The ChoicePoint data breach occurred in 2005. This insider data breach brought to light how a company can still be vulnerable to having data stolen from its databases even without any type of hacking of their system. By not properly vetting request for new accounts and request for information led to the theft of over a hundred thousand records of people’s personal information.
ChoicePoint Data Breach
ChoicePoint, A data broker, suffered a data breach in 2005. This breach led to the disclosure of thousands of people’s personal information. We will discuss the type of breach this would fall under, how it occurred, the losses of confidentiality, integrity, and availability (C.I.A.), and the types of improvements ChoicePoint could or did undertake to help prevent this from happening again.
The ChoicePoint data breach was a type of insider attack that occurred between 2003 and 2005 (Otto, Anton, & Baumer, 2007). According to the textbook, the definition of an insider attack is someone with legitimate access intentionally breaches information (Pfleeger & Pfleeger, 2007).
This can typically be from an employee or a contractor. But with the ChoicePoint data breach is was actually from “customers”.
The ChoicePoint data breach led to over 145,000 records of personal information being stolen (Polstra, 2005). This was not by any type of hack into ChoicePoint’s systems but by an individual or a group of people who used previously stolen information to create fake businesses that would have a need to preform background checks on people. They used the fake businesses to apply for accounts with ChoicePoint. When ChoicePoint reviewed the application for membership they ran a check on the businesses and did not find any criminal activity on the owners of these fake companies since they were from stolen information and not the criminals themselves. Since no flags were thrown up ChoicePoint authorized the accounts, and these accounts now had access to retrieve information on people.
In terms of the losses of confidentiality, integrity, and availability there was really only a loss of confidentiality with a minor loss of integrity. The data breach led to the PII of an estimated 145,000 people to be possibly used by the individuals or groups that took the information for improper use. This use could have been for anything like creating credit accounts, loans, etc. Since ChoicePoint data broker of all types of information on people, this loss of data is basically the person’s entire life story and everything needed to take control of that life. The loss of integrity is minimal since the bogus accounts could not change information on the people; the integrity of that information was intact. But since the people that performed this breach created accounts from previously stolen information, that was used to create fake businesses, the account it self was not reliable.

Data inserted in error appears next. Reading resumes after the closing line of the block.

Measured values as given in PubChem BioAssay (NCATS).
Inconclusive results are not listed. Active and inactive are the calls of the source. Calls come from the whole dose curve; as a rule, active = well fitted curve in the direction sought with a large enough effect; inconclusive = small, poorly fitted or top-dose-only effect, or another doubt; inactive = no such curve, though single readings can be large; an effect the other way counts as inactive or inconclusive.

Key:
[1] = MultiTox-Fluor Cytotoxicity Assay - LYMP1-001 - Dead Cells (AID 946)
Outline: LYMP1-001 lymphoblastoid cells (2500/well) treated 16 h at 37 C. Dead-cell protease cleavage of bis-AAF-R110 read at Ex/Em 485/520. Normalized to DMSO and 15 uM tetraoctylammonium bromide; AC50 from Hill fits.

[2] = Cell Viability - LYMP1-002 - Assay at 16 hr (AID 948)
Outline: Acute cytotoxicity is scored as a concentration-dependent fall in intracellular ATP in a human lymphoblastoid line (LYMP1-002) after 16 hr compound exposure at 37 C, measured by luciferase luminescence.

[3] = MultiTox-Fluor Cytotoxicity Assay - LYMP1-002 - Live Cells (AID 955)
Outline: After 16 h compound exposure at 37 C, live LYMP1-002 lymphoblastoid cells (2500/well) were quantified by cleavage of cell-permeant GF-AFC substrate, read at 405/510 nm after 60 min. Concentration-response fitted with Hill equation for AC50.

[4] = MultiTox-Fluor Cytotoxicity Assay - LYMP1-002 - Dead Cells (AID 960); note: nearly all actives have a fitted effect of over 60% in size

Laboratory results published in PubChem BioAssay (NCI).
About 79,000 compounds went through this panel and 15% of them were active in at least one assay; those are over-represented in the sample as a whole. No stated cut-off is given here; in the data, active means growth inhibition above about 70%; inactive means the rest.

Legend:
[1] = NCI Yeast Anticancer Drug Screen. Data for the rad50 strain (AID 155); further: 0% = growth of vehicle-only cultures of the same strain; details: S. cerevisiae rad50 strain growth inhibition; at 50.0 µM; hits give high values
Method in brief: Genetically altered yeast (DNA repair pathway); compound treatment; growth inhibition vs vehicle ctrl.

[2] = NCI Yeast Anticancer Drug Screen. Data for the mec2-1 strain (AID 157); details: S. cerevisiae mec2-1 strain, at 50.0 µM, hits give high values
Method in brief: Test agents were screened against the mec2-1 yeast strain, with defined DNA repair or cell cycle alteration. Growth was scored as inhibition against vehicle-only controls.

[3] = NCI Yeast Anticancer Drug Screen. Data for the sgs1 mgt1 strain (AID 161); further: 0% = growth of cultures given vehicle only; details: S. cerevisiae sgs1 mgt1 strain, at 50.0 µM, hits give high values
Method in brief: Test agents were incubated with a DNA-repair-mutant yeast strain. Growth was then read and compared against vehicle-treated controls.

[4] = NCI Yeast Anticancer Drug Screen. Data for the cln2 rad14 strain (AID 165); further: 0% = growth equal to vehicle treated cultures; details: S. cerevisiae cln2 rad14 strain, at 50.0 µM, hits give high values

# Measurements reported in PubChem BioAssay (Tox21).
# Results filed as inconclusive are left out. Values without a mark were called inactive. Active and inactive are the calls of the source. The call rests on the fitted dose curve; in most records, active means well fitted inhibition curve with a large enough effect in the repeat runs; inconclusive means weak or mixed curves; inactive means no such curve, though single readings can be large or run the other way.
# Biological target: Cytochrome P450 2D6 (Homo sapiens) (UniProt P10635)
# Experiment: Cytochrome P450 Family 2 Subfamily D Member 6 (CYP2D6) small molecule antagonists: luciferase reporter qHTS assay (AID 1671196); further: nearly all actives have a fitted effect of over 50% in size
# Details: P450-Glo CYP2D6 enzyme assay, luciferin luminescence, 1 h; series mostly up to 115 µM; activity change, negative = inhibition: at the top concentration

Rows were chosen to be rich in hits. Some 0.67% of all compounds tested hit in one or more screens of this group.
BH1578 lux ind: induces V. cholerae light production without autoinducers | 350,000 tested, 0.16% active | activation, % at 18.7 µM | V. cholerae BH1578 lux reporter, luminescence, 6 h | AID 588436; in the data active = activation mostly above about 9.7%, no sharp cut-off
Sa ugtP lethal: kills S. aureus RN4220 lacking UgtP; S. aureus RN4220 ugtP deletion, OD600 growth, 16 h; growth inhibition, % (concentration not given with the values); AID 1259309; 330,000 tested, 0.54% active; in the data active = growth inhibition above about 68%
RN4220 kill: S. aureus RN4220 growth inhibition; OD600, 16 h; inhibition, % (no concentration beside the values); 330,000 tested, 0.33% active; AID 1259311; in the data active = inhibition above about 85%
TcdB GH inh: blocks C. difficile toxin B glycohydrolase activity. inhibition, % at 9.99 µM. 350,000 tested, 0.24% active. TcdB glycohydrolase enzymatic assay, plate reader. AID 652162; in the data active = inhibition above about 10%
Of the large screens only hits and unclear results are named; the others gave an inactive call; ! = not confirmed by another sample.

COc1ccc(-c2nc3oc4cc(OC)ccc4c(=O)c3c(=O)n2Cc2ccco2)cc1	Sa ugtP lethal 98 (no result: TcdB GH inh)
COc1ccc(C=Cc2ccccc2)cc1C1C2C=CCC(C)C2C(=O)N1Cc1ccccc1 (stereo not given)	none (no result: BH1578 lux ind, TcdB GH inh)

This then could of put every “real” account at risk of not being able to perform its needed task due to the possibly of all accounts being re reviewed to verify proper reasoning for needing the account. There are multiple things that ChoicePoint can do to improve upon with what happened in 2005. While ChoicePoint will point out that they were a victim of fraud themselves since it was not an actual hack into their systems (Polstra, 2005). They still failed to vet the applications for accounts and not reporting the breach of data until it was made public. Even then, they still failed to notify everyone until they were made to. This type of handling of the situation does not help with consumers trusting the company. Another thing they can do is to require more information on the individual that a company is requesting information on.
This way if someone is trying to steal PII on someone they will have to have some of the more important information from the start. This will also make the request look more real and other request that are not stand out that much more. If they better vet the applications for accounts then just simple background checks, it would lead to a lesser chance of people having access when they shouldn’t. In conclusion, the ChoicePoint data breach exposed a serious threat to PII, even when not being hacked or databases being accesses without permission. If anything good could be said about this breach is that it led to the implementing of numerous state laws requiring notification of PII breaches (Payton, 2006).
Otto, P. N., Anton, A. I., & Baumer, D. L. (2007, September/October). The ChoicePoint Dilemma: How Data Brokers Should Handle the Privacy of Personal Information. IEEE Security and Privacy , 15-23.
Payton, A. M. (2006). Data security breach: seeking a prescription for adequate remedy. Proceedings of the 3rd annual conference on Information security curriculum development (pp. 162-167). New York: ACM.
Pfleeger, C. P., & Pfleeger, S. L. (2007). Security in Computing. Indianapolis: Prentice Hall.
Polstra, R. M. (2005). A case study on how to manage the theft of information. Proceedings of the 2nd annual conference on Information security curriculum development (pp. 135-138). New York: ACM.